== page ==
An 'internet apocalypse' could take place, leaving the system 'fried' for 'months,' according to a team of researchers.

  • Dec 06, 23

People have been deliberately talking on social media about the possibility of a widespread internet outage caused by a coronal mass ejection. A coronal mass ejection (CME) is so powerful that it can cause a geomagnetic storm that could knock out the internet for months, causing devastation to the economy across the world.


CMEs are eruptions of extremely hot and charged particles from the Sun's corona. These charged particles travel at a speed of millions of miles per hour, and upon contact with the Earth, they interact with our planet's magnetic field, eventually causing geomagnetic storms.


A severe geomagnetic storm can disrupt the overall communication system and satellites, and, in the worst scenario, it could knock out the internet for weeks to months. A Professor at George Mason University describes this scenario as an "internet apocalypse." Becker said: "The internet has come of age during a time when the Sun has been relatively quiet, and now it's entering a more active time.


“It’s the first time in human history that there’s been an intersection of increased solar activity with our dependence on the internet and our global economic dependence on the internet.”


 As a lead investigator on a project with the school and the Naval Research Laboratory to create a warning system, Becker talks about coronal mass ejection (CME), and he believes that we can actually predict this ejection before 18 hours to 24 hours of reaching the Earth.


While explaining the dark scenario of this event, Becker explains that the big blob of plasma flies through space, and when part of it interacts with our planet, it disrupts our magnetic field. In such events, if you drive inductive current to the Earth's surface, it's more likely to work backward, and you'll end up frying things. That you may have thought were relatively safe.


It has happened before. According to a report by Fox Weather, Becker points to the Carrington Event in 1859 (the last time a CME reached our planet).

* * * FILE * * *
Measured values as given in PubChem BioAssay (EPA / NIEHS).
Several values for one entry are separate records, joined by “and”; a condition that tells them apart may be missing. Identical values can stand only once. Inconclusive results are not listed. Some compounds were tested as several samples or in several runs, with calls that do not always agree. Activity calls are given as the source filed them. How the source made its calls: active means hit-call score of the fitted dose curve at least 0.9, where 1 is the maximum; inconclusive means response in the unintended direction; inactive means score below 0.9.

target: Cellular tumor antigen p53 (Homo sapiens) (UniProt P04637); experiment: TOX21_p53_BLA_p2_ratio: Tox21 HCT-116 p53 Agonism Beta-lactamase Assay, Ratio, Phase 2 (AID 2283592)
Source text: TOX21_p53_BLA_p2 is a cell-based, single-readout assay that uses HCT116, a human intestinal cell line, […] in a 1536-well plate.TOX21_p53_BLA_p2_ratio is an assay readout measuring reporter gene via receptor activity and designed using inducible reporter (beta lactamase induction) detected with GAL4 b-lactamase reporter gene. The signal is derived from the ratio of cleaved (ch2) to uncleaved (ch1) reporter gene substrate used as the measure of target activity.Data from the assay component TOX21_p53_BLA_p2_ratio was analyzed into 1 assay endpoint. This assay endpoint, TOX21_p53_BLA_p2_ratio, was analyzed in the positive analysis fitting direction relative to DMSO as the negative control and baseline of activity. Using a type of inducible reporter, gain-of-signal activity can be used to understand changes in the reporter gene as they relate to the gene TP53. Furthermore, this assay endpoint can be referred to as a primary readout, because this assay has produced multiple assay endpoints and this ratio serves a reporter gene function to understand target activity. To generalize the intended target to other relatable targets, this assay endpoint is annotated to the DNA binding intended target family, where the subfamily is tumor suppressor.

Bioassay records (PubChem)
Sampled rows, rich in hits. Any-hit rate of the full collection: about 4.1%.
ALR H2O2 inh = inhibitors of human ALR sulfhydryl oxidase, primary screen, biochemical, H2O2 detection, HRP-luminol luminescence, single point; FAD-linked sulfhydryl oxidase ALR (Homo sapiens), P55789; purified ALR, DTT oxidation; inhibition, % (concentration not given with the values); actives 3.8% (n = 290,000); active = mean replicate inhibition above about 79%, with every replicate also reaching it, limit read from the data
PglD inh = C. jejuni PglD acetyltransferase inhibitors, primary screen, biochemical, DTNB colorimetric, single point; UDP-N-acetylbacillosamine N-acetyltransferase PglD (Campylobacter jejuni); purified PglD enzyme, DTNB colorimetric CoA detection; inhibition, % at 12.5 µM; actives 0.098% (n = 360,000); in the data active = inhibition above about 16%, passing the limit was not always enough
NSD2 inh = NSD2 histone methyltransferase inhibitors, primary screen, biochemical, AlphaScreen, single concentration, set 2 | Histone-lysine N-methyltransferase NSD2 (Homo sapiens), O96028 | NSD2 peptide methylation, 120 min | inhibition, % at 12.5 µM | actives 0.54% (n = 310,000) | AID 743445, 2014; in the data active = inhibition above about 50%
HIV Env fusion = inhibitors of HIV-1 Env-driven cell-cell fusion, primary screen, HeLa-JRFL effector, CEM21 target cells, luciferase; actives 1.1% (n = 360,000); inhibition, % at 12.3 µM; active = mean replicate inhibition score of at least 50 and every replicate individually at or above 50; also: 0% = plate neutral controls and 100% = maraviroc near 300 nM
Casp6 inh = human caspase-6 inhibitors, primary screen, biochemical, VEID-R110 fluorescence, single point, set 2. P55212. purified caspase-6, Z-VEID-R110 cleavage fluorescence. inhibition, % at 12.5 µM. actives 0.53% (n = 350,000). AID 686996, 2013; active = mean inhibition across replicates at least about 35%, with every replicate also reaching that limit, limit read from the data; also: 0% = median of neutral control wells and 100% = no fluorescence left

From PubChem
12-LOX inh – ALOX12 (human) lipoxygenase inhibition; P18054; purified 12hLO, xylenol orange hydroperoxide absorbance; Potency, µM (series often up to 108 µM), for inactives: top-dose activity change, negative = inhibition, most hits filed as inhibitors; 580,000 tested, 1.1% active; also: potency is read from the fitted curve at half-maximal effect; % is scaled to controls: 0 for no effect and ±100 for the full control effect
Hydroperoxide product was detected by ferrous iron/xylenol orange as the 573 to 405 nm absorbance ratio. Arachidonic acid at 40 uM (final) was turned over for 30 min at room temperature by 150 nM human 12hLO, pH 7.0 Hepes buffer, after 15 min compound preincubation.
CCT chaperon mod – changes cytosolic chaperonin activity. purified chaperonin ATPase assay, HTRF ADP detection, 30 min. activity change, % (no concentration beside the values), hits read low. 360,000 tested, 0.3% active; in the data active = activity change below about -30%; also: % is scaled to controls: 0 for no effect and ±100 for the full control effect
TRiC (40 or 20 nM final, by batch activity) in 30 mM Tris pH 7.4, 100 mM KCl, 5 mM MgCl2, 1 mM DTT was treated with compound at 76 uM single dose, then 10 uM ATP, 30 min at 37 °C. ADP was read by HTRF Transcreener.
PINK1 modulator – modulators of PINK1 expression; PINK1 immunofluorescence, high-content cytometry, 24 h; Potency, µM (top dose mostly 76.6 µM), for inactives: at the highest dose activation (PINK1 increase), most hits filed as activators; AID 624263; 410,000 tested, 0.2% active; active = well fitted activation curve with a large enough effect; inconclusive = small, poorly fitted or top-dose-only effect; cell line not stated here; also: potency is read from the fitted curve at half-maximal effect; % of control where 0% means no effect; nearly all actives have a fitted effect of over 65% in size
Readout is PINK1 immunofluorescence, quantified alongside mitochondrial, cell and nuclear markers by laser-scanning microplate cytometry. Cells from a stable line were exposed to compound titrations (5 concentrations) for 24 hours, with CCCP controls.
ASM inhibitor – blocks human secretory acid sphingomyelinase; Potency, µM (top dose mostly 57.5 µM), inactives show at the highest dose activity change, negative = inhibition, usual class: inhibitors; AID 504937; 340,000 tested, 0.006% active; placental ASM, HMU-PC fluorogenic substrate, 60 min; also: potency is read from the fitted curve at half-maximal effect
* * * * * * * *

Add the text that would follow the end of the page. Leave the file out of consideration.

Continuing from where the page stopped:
Having said that, all the power grids, satellites, underground fiber optic cables, GPS systems, and communication equipment are vulnerable to these conditions. And it's not only about the communication; it's a massive economic disruption, too.


These concerns were also fueled by a recent NASA article where they predicted powerful storms that could have disruptive effects on power grids, satellites, and telecommunication. According to Vanessa Thomas, a science writer at the NASA Goddard Space Flight Center in Maryland,  “The risk of geomagnetic storms and devastating effects on our society is presently increasing as we approach the next ‘solar maximum’  — a peak in the Sun’s 11-year activity cycle — which is expected to arrive sometime in 2025.”


National Oceanic and Atmospheric Administration (NOAA) further reported that the current solar cycle is becoming active at a faster rate than the expert's predictions. Scientists and experts expect an average amount of activity through the rest of the cycle. It means the experts believe it isn't likely to happen. But we've witnessed disruptive effects in recent years, including a 1989 solar storm tha knocked out power in Quebec and another disruptive activity of the Carrington Event (1859) that we've mentioned earlier in this article.


However, NASA is actively working on technology in order to predict such activities. They launched the Parker Space Probe to gather information on solar conditions in 2018. In addition, NASA scientists and some government agencies have been using Artificial intelligence to bring about further advancement in technology that could predict geomagnetic disturbance a half hour before taking place. Such duration could be enough to secure sensitive systems.